FBI Trying to Track Tattoos; Database Being Set Up
Colorful body art is now being tracked by the FBI. Our local Sacramento Division of the FBI doesn’t actually compile the tattoos – so they say they can’t comment on how, or who, is being tracked.
But, it’s safe to assume it’s not every person with body ink.
“Especially with so many tattoo shops here in town, and the people that tattoo out of their house and people tattooing in prison, it’s kind of hard to track down a tattoo,” said Dave O’Connor, owner of Sacramento Tattoo on X Street.
However, the FBI has found a way to compile all of the information.
Every week on FOX40, we have a segment called Crime Alert. It’s a way of getting photos and information out on criminals that Sacramento Police need help, from the community, to track down and arrest. In the information section about the criminals, there’s a “distinctive marks” section, which lists where and what type of words or symbols of tattoos are on that particular criminal. This information is being put together locally when the criminal is booked into jail – and that’s where the tracking begins.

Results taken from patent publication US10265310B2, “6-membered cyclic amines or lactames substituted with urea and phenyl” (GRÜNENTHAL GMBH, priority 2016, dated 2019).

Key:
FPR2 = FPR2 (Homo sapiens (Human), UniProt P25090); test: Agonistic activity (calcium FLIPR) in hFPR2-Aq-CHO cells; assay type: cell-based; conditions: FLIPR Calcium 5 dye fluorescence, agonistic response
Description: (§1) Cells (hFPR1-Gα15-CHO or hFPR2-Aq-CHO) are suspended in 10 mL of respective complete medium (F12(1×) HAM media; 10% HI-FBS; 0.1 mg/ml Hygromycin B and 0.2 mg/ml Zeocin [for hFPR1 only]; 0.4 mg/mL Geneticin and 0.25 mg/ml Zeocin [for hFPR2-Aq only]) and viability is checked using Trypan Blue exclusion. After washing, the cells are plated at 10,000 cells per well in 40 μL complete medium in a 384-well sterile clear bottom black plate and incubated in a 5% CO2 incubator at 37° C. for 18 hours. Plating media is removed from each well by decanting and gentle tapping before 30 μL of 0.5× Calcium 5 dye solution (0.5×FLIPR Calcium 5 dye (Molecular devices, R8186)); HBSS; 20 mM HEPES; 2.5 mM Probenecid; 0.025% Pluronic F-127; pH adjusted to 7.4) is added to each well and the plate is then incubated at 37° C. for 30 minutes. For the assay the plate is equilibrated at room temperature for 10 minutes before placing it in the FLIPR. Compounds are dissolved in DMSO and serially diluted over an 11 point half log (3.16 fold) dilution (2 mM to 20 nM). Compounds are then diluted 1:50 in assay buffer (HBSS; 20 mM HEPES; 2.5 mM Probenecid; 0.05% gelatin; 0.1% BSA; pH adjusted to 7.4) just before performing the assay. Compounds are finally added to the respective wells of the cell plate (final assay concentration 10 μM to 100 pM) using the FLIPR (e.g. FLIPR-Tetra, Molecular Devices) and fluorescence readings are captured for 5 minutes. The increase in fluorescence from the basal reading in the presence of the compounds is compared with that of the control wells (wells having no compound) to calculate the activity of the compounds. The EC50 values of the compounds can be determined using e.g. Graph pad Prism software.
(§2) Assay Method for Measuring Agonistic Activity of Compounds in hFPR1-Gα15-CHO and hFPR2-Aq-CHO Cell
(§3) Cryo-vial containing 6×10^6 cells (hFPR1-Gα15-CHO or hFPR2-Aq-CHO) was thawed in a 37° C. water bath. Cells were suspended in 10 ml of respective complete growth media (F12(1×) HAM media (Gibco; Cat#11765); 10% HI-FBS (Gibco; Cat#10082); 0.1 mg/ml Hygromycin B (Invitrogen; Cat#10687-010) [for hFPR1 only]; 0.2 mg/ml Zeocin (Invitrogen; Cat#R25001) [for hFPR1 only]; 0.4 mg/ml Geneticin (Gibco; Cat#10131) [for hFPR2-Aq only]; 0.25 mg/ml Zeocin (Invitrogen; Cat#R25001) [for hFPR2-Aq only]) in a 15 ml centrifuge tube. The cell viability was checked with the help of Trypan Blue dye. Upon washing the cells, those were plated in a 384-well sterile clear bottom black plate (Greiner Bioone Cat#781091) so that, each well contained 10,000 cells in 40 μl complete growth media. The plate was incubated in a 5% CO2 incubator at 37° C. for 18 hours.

O’Connor believes that’s all part of the booking process.
“They also take what kind of scars you have, how tall you are, they take your picture. I mean, that’s just part of a portfolio that they are making on you, and if they put your tattoos in there, that kind of goes along with the whole process,” O’Connor said.
A process in which the FBI wants more information on those who are in and out of a jail cell the most: big-time criminals, gang members and even terrorists. The government having information on these select groups better enables them to keep track of what they are doing, and also gives them a better chance at stopping anything serious from happening in your neighborhood.
The FBI already tracks finger prints, and in some cases, voice recognition. By next year, they plan to have a broad tattoo database ready to go, even including information on people’s scars and birthmarks – all things that make each individual unique.
Katie Hackett filed this report.